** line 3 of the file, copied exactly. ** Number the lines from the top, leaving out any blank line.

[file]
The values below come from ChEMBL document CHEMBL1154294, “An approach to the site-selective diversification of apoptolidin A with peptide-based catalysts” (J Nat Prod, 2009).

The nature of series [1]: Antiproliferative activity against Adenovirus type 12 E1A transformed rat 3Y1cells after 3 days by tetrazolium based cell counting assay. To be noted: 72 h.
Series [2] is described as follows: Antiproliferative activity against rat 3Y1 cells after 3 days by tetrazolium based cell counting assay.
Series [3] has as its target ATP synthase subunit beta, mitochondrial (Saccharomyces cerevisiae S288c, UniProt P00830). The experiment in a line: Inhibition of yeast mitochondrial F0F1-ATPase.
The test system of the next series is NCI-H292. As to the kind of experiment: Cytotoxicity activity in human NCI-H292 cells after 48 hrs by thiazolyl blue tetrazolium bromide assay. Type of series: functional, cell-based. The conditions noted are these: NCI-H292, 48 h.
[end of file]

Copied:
Series [2] is described as follows: Antiproliferative activity against rat 3Y1 cells after 3 days by tetrazolium based cell counting assay.